Controversial former prosecutor and poorly regarded judge, Rep. Scott Brewer has spent his career damaging the integrity of the justice system.
Scott Brewer withheld evidence that put a black man on death row.
In 1996, Brewer was an assistant to Union County District Attorney Kenneth Honeycutt. In 2004, Jonathan Gregory Hoffman, a death row inmate, was awarded a new trial after Honeycutt admitted that critical evidence had been withheld at the 1996 trial. Hoffman had been sentenced to death for the robbery and murder of a jewelry store owner. The main witness against Hoffman was a cousin, Johnell Porter, who was facing long prison sentences in South Carolina and in federal prison. Porter’s prison sentences were reduced by at least 15 years and he was not prosecuted for a dozen other serious crimes and he received reward money in exchange for his testimony. Porter would later claim he made up his testimony about Hoffman to secure the deal.
Associated Press, January 15, 2006: The North Carolina State Bar, in a challenge to its own disciplinary committee, this week filed a memorandum contending that its investigation found former Union County-based prosecutors Ken Honeycutt and Scott Brewer lied about a witness to win a case they likely would have lost otherwise. The memo issued Wednesday said they apparently committed felony obstruction of justice and subornation of perjury, which means pressing another person to lie under oath, during the 1996 murder case.
Scott Brewer only escaped disciplinary action from the State Bar because of a clerical error.
A clerical error at the state Supreme Court has caused the disciplinary arm of the N.C. State Bar to drop charges of felonious misconduct against two former Union County prosecutors. The State Bar had charged Kenneth Honeycutt and Scott Brewer with lying, cheating and withholding evidence in a 1996 death penalty case.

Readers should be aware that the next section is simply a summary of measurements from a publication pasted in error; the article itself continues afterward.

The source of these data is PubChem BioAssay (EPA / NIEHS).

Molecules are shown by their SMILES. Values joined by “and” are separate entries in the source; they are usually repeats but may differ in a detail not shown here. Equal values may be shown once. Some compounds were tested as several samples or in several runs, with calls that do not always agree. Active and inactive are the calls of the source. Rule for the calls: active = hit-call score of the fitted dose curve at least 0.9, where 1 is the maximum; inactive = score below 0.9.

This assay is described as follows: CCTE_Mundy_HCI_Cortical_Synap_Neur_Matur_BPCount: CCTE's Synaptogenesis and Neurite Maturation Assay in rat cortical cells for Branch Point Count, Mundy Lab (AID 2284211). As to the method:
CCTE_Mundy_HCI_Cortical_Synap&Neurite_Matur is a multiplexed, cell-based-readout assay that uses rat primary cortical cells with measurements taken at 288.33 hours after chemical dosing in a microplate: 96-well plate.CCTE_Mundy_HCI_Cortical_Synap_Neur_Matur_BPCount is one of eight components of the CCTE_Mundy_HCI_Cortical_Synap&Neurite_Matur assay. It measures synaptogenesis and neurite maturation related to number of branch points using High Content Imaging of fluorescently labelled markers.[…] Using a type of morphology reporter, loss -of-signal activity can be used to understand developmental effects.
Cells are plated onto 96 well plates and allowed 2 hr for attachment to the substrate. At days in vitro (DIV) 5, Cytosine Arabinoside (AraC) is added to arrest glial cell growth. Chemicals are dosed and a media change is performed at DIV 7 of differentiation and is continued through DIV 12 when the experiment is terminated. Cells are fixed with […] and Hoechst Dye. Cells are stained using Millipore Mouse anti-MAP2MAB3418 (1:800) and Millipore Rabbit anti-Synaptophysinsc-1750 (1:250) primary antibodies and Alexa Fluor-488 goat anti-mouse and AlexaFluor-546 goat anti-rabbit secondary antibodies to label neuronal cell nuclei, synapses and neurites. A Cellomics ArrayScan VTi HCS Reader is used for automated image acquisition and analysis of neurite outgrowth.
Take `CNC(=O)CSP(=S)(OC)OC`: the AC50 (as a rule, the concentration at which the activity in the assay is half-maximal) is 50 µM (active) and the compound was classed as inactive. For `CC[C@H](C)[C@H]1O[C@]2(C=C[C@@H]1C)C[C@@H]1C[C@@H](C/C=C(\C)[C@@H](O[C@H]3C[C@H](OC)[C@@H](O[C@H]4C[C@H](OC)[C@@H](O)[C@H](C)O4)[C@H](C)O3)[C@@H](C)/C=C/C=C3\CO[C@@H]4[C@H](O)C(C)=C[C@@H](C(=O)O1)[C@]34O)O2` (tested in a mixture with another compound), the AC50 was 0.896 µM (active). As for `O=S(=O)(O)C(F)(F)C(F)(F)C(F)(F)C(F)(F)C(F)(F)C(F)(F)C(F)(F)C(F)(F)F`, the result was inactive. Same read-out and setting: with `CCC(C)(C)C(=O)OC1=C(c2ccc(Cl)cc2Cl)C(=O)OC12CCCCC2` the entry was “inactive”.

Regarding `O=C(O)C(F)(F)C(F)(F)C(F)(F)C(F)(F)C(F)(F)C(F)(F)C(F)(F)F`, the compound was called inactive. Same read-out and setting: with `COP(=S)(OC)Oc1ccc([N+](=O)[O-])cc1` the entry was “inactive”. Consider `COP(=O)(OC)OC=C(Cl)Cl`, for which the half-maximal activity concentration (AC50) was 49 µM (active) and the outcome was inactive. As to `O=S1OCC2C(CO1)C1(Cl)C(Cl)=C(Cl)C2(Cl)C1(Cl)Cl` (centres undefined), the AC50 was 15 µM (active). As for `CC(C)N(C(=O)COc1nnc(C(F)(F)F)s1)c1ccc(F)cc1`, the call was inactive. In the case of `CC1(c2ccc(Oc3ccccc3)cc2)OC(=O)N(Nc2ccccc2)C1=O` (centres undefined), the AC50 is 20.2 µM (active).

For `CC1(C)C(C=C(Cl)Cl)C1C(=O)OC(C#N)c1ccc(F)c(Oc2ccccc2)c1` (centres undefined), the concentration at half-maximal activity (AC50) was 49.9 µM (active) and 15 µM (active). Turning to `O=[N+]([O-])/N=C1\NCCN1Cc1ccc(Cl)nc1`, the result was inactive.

The bar charged that Honeycutt and Brewer hid a deal with Hoffman’s chief accuser from the jury, the trial judge and Hoffman’s lawyers; lied to Judge William Helms; and concealed the deal by altering documents they gave to the judge.
One of Hoffman’s lawyers said he couldn’t believe Friday’s dismissal.
“They are skating, all because this rule wasn’t published in an old law book?” asked Mike Howell of Durham. “I wish I could find one of those technicalities and get one of my clients off in a murder case.”
Brewer’s escape from disciplinary action was aided by his college friend, then- Attorney General Roy Cooper.
From the Richmond County Daily Journal:
As a University of North Carolina undergrad, Scott Brewer wanted to run for president of the College Democrats student club. A young Roy Cooper told him to think bigger. Cooper encouraged him to serve as the organization’s statewide president, Brewer explained. Today, Brewer is Richmond County’s chief resident district court judge, and his college pal is challenging Gov. Pat McCrory for the Executive Mansion following four terms as North Carolina’s attorney general.
In 2006, three days after the Charlotte Observer published a lengthy investigative story in to the details of the conviction and subsequent examination of Brewer’s actions, Michael Parker, the District Attorney tasked with investigating Brewer, requested assistance from Attorney General Roy Cooper’s office when it was discovered his conflicts of interest regarding the case.
Roy Cooper’s office dismissed the case against Brewer based on clerical errors and statute of limitations.
In 2015 progressive newspaper Indy Week wrote a lengthy report on Scott Brewer’s conduct.
The same year, a federal judge cited a separate case, 12-year-old capital trial, in which Brewer denied knowing about dubious statements made by the state’s key witness. Years later, the witness’ statements were discovered in Brewer’s file.
In “lying about to the court,” the judge wrote, “the prosecution lost sight of what the American judicial system strives to guarantee – justice at the end of a fair trial.”